That's where the novel starts. I hate to keep harping on this, but the absolutely astonishing level of achievement of the protagonist is the central theme of the book, and I think it's worth noting just how extreme and totally implausible it is. Clemson is more on par with the kinds of fictional scientists so aptly satirized on The Venture Bros. than any realistic person, and accepted on that level, this is a pretty fun book. At least in the first half, before things get really implausible and insane.

The thing is, Clemson is also a clear Mary Sue for the author. They both live in the same city, have the same hobbies, work on the same kinds of research, share the same political opinions, etc. etc. etc. Taylor denies that Clemson is a Mary Sue, having been quoted on his Wikipedia page:

"Have people become so average that they can't believe that some of our nation's current heroes and successes couldn't exist? What about Chuck Yeager? What about Jim Lovell? What about Story Musgrave? What about Arnold Schwarzenegger? What about Pat Tilman? What about Judy Resnik? You can name hundreds of American Superpeople. What about Madonna? Think how old she is and how she keeps plugging away better than many 20 year olds and smarter at it to boot. A good friend of mine is 52, a national class cyclist, and Chief Scientist of a major DoD contractor firm... what about him? Would you call them all Mary Sues? Look at any fighter pilot or astronaut and you'll see someone that I guess could not really exist because they aren't average. I based Anson on real people I have known in my life. The female characters as well. Calling them Mary Sues is an insult to those people and to the American Dream."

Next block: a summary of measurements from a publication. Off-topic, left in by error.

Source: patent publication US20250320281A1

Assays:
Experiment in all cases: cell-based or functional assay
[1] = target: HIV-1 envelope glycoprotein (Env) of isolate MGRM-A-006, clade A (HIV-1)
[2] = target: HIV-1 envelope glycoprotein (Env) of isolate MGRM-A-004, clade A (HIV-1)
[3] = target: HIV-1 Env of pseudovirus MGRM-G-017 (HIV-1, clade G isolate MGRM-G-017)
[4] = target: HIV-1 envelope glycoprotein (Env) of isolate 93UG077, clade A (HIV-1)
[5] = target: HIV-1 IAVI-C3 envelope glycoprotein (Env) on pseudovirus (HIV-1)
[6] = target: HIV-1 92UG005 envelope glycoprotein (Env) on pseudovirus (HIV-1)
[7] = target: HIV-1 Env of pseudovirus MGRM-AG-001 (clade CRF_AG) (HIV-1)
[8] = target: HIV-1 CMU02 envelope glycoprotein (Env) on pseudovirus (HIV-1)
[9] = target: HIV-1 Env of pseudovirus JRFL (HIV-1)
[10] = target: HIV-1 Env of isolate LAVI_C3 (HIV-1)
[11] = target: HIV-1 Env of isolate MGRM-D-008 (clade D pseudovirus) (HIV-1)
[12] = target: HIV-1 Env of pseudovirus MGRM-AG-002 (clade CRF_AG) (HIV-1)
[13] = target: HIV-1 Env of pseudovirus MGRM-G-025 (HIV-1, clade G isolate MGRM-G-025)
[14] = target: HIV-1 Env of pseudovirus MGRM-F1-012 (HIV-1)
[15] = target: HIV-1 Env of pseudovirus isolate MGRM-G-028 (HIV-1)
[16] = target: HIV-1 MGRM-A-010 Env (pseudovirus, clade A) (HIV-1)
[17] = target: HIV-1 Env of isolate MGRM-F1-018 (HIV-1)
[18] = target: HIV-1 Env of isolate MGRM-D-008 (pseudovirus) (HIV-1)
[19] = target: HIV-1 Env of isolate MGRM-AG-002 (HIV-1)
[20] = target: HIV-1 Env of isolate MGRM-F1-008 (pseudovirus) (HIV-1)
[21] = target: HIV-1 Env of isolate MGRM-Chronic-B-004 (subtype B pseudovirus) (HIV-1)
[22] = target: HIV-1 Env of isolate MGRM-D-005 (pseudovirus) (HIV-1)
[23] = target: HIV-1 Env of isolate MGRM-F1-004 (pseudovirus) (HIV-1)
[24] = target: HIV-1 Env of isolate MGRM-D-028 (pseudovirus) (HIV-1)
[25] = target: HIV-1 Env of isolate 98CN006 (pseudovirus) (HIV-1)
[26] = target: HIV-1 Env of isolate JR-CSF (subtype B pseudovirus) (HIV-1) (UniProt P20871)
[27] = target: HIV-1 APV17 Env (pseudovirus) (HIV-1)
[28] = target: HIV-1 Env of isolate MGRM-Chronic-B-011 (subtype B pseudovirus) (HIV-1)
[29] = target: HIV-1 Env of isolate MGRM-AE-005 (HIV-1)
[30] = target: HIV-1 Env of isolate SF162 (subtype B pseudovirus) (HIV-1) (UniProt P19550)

Yes, of course, there are plenty of people who are so-called superachievers, but by these standards, Clemson would be a superachiever even by the standards of those superachievers. He's so clearly omnicapable and superhuman that it eventually begins to dissipate all dramatic tension -- I half expected Clemson to start shooting laser beams from his eyes and fly around like Superman before the final pages of the novel.

Maybe I'm being too hard. This is a fun book for most of its length, and Taylor is clearly writing for a demographic that enjoys his tale. The writing is very flat for my taste (and his forty-two year old protagonist reminds me more of a fifteen year old boy emotionally) but he's clearly written the book he wanted to, and insofar as one can accept the severe breaches of reality, it's enjoyable. Towards the end of the book Taylor begins to find the opportunity to talk about his own (to my mind) repugnant politics irresistible, and the book starts to go downhill. There's a particular scene in which Clemson talks to the President of the US that is so astonishingly unrealistic that I could just about smell the cardboard sets, but Taylor has the right to his politics, and I won't begrudge his readers the right to read that which they agree with.

It's light and breezy, and an enjoyable way to turn the brain off, but this isn't the kind of book I can really recommend. It's too extreme, too far off base of reality, and Taylor either doesn't consider or doesn't care about the real-world effects of the technology he has his protagonist create. How much more interesting would a novel simply discussing the social effects of the nearly-infinite-energy dumbbells have been, without all the other silliness? It's a huge lost opportunity, but read alongside such other yarns as Tom Swift stories it's decent.

14 February 2008

Movielog, Romance and Cigarettes

Romance and Cigarettes, 2005
Written and Direted by John Turturro
105 minutes

Nick Murder (James Gandolfini) is cheating on his wife Kitty (Susan Sarandon) with a younger woman Tula (Kate Winslet). Nick and Kitty have three daughters, played by Mandy Moore, Aida Turturro, and Mary-Louise Parker. Given that Aida Turturro's character acts like a perpetual child, and Parker (who was 41 when this film was shot) gives her character the demeanor of a rebellious teenager in a band, it's pretty clear that gritty realism is not the order of the day here. It should give you some idea of the overall tone of the film to note that Christopher Walken shows up as Kitty's cousin about thirty minutes in, turns in one of his broadest, most comic performances, and fits in perfectly with the overall aesthetic. It's that kind of film.